The U.S. Patent and Trademark Office (USPTO) is the federal agency charged with granting U.S. patents and registering trademarks. The USPTO registers trademarks based on the commerce clause of the Constitution (Article I, Section 8, Clause 3) and registration is governed under various rules of practice and federal statutes.

The USPTO Trademark Manual of Examining Procedure (TMEP) Section 907 explains that under Trademark Rule of Practice 2.69, “[u]se of a mark in commerce must be lawful use to be the basis for federal registration of the mark. . . . Generally, the USPTO presumes that an applicant’s use of the mark in commerce is lawful and does not inquire whether such use is lawful unless the record or other evidence shows a clear violation of law, such as the sale or transportation of a controlled substance.”

As we’ve discussed in previous blog posts, marijuana, whether used for medicinal or recreational purposes, is classified as a Schedule 1 drug under the Controlled Substances Act (CSA). The CSA prohibits the manufacturing, distributing, dispensing or possession of certain controlled substances, including marijuana and marijuana-based products and services. In addition, the CSA makes it unlawful to sell, offer for sale or use any facility of interstate commerce to transport illegal substances, including marijuana.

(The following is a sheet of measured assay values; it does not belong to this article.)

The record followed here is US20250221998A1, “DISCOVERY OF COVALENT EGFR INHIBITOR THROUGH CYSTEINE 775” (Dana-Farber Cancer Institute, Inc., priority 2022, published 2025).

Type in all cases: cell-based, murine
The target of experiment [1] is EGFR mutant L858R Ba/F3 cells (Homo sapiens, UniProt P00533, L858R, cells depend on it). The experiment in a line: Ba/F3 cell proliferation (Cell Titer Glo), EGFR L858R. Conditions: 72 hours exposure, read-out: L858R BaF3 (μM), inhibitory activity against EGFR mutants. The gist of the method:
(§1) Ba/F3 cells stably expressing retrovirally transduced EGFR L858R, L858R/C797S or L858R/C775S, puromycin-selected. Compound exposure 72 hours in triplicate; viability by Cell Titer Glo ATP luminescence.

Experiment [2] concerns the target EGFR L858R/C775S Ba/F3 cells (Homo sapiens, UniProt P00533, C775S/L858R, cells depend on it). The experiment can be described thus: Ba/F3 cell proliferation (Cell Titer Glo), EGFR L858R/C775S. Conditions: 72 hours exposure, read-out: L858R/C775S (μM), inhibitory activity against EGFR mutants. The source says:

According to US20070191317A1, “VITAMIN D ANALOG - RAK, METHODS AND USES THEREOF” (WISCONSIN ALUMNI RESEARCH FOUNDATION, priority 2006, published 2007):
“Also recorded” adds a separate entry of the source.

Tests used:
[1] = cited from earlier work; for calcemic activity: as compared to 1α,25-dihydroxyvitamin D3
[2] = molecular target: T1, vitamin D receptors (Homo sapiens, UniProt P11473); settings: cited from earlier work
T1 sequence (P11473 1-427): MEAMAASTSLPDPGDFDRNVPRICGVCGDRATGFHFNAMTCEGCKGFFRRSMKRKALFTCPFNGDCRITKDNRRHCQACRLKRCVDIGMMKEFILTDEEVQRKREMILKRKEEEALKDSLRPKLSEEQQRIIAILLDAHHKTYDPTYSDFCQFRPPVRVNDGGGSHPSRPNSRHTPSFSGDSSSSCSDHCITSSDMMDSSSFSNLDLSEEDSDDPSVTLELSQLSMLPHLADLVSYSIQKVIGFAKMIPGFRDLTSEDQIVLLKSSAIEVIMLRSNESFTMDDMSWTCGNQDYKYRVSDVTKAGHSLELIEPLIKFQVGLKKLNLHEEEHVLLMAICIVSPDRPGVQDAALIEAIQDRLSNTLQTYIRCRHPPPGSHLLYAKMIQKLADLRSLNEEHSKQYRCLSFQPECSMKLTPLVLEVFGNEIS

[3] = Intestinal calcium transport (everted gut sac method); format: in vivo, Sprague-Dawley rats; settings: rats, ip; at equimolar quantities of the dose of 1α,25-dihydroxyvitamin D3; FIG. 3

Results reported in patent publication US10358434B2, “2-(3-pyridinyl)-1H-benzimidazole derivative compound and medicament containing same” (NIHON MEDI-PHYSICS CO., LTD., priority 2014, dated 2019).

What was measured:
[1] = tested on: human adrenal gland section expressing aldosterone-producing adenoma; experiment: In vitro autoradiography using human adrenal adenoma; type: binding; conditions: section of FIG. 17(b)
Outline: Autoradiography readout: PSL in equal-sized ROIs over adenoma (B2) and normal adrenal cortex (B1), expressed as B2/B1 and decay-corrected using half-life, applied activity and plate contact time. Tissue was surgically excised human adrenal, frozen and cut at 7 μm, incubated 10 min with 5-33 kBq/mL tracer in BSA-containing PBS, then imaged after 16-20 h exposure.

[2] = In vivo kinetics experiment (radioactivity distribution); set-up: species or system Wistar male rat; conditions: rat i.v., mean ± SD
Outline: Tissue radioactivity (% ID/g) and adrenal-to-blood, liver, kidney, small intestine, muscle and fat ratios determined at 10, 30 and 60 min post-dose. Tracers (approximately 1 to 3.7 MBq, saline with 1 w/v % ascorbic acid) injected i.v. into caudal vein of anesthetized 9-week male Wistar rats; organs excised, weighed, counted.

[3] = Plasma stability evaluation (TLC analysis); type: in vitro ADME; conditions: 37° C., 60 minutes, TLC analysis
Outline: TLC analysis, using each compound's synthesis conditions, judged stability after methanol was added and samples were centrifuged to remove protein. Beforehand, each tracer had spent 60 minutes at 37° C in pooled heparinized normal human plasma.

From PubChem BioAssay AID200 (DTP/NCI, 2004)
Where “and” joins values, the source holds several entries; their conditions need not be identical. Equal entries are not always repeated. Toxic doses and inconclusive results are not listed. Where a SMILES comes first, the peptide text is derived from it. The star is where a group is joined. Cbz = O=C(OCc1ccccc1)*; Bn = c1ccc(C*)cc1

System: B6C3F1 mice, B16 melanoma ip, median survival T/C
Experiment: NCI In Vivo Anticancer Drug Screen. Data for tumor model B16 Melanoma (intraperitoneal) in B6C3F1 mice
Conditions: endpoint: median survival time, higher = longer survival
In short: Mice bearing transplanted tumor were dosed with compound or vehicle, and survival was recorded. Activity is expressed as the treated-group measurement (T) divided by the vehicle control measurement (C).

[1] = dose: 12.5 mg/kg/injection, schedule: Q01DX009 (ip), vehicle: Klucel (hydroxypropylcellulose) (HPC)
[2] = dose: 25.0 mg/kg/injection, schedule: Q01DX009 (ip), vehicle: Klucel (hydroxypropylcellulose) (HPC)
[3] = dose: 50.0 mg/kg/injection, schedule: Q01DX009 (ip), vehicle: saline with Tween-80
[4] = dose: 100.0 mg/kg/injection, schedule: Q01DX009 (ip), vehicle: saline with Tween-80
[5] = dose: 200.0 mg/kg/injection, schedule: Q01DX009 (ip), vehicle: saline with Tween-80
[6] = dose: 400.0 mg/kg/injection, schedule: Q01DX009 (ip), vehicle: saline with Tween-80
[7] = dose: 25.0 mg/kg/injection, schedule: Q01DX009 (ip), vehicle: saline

As a result of the CSA, U.S. trademark applications related to marijuana or marijuana related goods and services will be refused registration under TMEP Section 907. TMEP Section 907 further provides that “[r]egardless of state law, the federal law provides no exception to the above-referenced provisions for marijuana for ‘medical use.’” Recent decisions issued by the USPTO continue to deny the federal registration of trademarks relating to marijuana and related goods and services despite the legality of such products and services under state law.

Trademarks that reference marijuana but that are used in commerce on lawful products, such as clothing, may be registered with the USPTO. For example, the trademark “MARIJUANAMAN” was registered by the USPTO as the mark will be used in connection with books about cannabis. Similarly, the trademark THE MARIJUANA COMPANY was approved in connection with the mark’s use on clothing.

Since federal registration is not permitted for trademarks that cover the sale or transportation of marijuana, such trademark applicants must rely on state trademark filings for the registration of their trademarks. This has become an important issue since so many states have now enacted legislation legalizing the medical – and in some cases, recreational – use of marijuana.